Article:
Today, I will be talking about the “utility thumb” playing of blues music that is predominantly found in the Delta area of the United States.

Utility thumb means that the bass note, provided by the thumb hitting the lowest note of the harmony on the guitar, is done on occasion.  It is approximately needed at least once a measure, and usually hits on an offbeat.  So, it is very reserved and only played when needed.

In this tip, imagine yourself playing in that style and understand what is physically possible as well as typically normal.  Mentally practice this, and then write/play/annotate/record it.

Remember, always be creative above everything else.  While keeping to rules and limitation can help focus on certain aspects on your composition, never go for less than what you are capable of.


Thank you so much for taking the time to read! Feel free to comment, share, and subscribe for more daily tips below! Till next time.

Tip #65 – Alternating Thumb Influences in Part Writing

In the past I have been very vocal about many things; in particular, advising that people should not write music to their own performance ability.  I caution against this because it places creativity in a limited space, it doesn’t challenge the composer/performer to grow, and it boarders the high probability of regurgitation of common predictable themes.

That being said (in all irony), I will be talking about taking influence from different blues fingerstyles of guitar playing to inspire part writing for compositional purposes.  While this will limit the compositional ability as to what can be done using the physical limitations of the described guitar style, I do encourage people who are reading this to “think outside the box” and experiment to how these style can transverse over into new creative applications.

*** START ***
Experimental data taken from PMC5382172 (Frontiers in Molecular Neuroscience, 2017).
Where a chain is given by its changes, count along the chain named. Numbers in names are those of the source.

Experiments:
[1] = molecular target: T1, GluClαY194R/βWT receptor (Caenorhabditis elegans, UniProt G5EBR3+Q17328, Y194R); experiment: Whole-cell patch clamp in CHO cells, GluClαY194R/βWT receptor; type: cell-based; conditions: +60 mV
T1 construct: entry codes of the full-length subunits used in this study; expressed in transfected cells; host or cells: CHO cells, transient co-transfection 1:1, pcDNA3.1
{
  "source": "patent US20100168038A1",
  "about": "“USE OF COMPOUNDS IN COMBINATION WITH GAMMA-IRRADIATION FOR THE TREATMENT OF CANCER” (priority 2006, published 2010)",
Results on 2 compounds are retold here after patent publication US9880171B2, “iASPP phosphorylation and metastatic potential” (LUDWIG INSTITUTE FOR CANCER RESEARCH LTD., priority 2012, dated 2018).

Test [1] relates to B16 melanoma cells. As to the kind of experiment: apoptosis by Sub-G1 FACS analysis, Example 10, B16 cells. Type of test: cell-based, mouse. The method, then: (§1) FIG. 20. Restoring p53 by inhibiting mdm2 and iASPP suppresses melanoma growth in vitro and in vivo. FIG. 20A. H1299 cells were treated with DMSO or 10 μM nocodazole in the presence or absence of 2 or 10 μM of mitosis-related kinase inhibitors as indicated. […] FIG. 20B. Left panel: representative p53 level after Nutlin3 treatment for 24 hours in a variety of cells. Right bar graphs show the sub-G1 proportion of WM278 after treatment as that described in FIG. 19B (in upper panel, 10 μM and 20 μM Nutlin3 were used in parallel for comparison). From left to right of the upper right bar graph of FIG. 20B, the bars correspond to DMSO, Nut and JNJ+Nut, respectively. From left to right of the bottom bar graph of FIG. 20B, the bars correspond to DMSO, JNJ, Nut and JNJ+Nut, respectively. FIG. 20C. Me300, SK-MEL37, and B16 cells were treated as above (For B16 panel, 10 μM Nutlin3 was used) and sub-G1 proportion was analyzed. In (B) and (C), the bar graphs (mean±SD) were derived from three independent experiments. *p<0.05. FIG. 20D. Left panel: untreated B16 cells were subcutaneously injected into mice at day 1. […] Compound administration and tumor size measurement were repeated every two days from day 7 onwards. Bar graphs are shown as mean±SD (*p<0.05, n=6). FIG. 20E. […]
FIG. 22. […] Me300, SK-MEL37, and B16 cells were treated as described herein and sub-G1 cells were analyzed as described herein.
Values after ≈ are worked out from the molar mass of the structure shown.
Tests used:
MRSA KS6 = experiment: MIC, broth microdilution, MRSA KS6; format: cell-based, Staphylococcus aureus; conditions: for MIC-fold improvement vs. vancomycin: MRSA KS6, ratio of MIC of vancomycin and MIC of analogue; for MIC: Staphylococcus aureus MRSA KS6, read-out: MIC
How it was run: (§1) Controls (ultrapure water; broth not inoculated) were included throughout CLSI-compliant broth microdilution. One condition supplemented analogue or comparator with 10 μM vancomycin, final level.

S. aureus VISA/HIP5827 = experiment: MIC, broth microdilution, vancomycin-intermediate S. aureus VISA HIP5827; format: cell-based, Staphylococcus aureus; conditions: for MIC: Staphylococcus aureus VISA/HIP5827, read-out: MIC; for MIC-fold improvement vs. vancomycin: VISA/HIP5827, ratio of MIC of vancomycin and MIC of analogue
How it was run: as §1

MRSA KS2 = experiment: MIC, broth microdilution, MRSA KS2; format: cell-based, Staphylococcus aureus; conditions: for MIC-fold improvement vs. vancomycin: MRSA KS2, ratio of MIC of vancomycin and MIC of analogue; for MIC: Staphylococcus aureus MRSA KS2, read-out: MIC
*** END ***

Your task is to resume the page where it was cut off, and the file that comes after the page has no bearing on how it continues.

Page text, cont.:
Today, I will be talking about the “alternating thumb” playing of blues music that is predominantly found in the “Piedmont” area of the United States (east of Appalachian Mountains).

Alternating thumb is pretty much as the name goes.  The thumb alternates playing different bass notes on the guitar (usually in a pattern from low to high) while the index and middle finger play syncopated lines in the treble area.  This occurs on every primary beat, or in a “slower” equivalent of every other beat.  Counterpoint can be made with the division between what the bass is playing and what the other fingers are.  Plus, the thumb can alternate with the fingers to form a conjunct melodic line in moving motion to another harmony.

In this tip, imagine yourself playing in that style and understand what is physically possible as well as typically normal.  Mentally practice this, and then write/play/annotate/record it.

Remember, always be creative above everything else.  While keeping to rules and limitation can help focus on certain aspects on your composition, never go for less than what you are capable of.


Thank you so much for taking the time to read! Feel free to comment, share, and subscribe for more daily tips below! Till next time.